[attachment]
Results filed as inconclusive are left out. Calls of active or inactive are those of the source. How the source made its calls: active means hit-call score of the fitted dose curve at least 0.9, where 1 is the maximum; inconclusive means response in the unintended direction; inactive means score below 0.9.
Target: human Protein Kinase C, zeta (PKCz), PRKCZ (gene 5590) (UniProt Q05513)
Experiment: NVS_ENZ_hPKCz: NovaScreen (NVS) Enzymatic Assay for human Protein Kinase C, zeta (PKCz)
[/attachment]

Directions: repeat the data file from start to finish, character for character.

Results filed as inconclusive are left out. Calls of active or inactive are those of the source. How the source made its calls: active means hit-call score of the fitted dose curve at least 0.9, where 1 is the maximum; inconclusive means response in the unintended direction; inactive means score below 0.9.
Target: human Protein Kinase C, zeta (PKCz), PRKCZ (gene 5590) (UniProt Q05513)
Experiment: NVS_ENZ_hPKCz: NovaScreen (NVS) Enzymatic Assay for human Protein Kinase C, zeta (PKCz)